Personal archiveBiochemist Ana Claudia Rasera was 30 years old when in 1997, she was invited to participate in the first genome sequencing project in Brazil, studying Xylella fastidiosa, a bacteria that causes citrus variegated chlorosis (CVC), which at the time was significantly damaging orange groves in São Paulo.
She was a professor of biochemistry and molecular biology at the University of São Paulo (USP), a position she had held since 1996, and joined a team led by biochemist Fernando Reinach, then professor at the USP Institute of Chemistry (IQ-USP) and coordinator of one of the laboratories responsible for the sequencing and for training researchers.
Shortly before the sequencing was completed, Rasera was invited to coordinate the Xylella Functional Genome project together with biologist Jesus Ferro, to investigate the functions of the genes identified in the sequencing, and to thus understand how the bacteria caused CVC.
She accepted the challenge. In addition to her molecular genetics and biotechnology qualifications, the experience she gained by participating in the Xylella genome project inspired her to engage in other ventures, focusing on corporate research.
In 2002, two years after the bacteria sequencing was completed, Rasera left the laboratory where she worked and joined other members of the project to found Allelyx (Xylella written backwards), a biotechnology research and development (R&D) company focused on generating patents and technology licenses in applied genomics.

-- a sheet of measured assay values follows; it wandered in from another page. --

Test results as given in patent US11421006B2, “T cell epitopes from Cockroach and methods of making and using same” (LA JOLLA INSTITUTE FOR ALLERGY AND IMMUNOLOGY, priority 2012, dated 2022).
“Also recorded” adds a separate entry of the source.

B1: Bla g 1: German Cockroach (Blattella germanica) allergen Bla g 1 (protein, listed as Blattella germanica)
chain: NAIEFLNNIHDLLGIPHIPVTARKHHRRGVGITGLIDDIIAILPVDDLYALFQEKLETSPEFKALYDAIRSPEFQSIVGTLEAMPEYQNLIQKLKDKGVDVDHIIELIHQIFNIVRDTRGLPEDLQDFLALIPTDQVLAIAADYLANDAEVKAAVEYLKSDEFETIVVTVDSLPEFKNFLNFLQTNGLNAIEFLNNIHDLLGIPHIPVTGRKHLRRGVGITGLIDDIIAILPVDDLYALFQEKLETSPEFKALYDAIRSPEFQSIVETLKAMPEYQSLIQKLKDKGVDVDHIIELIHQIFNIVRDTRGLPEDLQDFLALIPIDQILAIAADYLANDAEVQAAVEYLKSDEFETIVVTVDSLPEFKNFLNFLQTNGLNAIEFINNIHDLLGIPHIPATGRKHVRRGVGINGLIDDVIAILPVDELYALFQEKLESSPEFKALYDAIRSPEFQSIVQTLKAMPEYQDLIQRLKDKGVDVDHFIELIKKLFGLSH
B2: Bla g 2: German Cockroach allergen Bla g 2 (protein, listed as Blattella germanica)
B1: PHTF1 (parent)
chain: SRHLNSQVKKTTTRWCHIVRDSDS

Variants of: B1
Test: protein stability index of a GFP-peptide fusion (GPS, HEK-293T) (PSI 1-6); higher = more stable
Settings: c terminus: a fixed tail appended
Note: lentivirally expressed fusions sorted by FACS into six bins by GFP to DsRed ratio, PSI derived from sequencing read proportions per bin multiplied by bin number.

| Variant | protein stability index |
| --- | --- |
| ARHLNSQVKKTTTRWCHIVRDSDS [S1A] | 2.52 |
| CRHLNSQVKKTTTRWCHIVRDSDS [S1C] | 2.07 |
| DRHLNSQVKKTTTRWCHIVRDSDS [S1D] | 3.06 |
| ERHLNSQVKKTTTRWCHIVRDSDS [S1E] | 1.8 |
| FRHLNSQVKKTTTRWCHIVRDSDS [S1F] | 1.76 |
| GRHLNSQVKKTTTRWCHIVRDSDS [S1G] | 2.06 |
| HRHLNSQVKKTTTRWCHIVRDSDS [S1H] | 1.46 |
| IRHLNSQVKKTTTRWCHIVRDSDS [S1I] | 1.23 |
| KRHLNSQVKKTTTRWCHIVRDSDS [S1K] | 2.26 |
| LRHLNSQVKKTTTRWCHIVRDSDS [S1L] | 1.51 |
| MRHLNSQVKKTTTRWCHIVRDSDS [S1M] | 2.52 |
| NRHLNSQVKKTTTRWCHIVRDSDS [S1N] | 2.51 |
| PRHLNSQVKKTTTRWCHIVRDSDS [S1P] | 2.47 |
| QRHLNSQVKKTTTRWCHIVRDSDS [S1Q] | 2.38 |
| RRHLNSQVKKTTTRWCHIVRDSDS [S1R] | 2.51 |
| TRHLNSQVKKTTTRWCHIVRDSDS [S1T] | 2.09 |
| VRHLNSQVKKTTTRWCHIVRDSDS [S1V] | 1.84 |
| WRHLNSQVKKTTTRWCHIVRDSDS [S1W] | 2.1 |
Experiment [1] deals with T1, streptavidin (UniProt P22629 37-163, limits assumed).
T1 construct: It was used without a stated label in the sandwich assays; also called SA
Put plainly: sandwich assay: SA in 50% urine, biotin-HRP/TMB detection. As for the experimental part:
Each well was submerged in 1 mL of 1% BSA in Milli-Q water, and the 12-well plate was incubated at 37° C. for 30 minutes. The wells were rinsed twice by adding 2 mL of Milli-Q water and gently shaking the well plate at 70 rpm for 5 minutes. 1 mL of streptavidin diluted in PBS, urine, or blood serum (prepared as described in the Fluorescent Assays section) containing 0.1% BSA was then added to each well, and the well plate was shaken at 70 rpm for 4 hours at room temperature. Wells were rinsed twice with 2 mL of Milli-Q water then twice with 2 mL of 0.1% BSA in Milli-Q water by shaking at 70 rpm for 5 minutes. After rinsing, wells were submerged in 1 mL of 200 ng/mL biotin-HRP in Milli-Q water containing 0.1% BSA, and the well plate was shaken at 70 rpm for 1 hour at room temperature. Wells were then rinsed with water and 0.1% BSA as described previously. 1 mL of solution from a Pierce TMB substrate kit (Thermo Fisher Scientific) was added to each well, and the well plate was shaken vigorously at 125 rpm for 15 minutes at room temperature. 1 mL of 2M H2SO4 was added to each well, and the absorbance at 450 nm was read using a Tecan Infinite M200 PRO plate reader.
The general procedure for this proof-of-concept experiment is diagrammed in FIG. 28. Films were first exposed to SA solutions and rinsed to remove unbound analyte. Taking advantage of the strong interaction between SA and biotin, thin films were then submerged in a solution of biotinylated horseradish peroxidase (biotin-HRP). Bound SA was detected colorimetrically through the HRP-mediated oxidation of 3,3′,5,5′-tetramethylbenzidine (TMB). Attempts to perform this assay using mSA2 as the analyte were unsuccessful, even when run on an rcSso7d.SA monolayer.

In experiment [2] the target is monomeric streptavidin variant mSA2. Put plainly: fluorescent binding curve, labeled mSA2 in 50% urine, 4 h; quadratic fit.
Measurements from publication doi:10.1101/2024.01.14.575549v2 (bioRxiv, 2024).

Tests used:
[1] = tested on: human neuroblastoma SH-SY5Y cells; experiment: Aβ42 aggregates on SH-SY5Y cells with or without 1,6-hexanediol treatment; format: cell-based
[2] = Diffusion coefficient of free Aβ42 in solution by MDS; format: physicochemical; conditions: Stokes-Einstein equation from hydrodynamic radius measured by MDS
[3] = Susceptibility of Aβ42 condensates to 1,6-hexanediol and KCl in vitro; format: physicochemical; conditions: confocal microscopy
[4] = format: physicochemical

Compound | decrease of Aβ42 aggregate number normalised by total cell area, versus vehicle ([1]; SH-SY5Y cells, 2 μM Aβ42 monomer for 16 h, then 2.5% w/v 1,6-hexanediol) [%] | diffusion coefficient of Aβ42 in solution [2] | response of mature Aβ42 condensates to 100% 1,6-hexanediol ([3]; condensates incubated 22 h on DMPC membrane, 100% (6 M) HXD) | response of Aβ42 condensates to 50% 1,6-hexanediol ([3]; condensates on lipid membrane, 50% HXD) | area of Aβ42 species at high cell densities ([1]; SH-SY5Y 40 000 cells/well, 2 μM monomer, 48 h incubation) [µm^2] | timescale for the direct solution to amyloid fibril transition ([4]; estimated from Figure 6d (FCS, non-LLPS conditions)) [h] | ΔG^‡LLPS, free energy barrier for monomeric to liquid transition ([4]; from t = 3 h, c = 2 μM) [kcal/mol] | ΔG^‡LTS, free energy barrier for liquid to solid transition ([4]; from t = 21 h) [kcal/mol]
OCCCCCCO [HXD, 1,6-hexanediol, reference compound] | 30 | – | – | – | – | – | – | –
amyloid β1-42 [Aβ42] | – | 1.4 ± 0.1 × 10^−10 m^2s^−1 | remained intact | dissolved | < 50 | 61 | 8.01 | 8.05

She was 35 years old and never returned to her academic career. “Our company allowed us to establish several partnerships with the industry, to understand their problems and try to find biotechnological solutions,” she explains. “It motivated me to study an MBA, to learn how to coordinate large teams and properly manage the resources available for research,” she says.
In 2008, Alellyx was sold together with the company CanaVialis to US agrochemical multinational Monsanto for US$290 million. Rasera worked at the company for two more years before taking a position as biotechnology development manager at DuPont, an American company that produces chemicals, polymers, and agricultural products.
She remained in the field of agricultural biotechnology, coordinating research projects involving sugarcane. In 2016, she was invited to lead the Grupo Fleury R&D department. “Today I manage a team of more than 20 researchers working in applied genomics, in the field of personalized medicine,” she says.Republish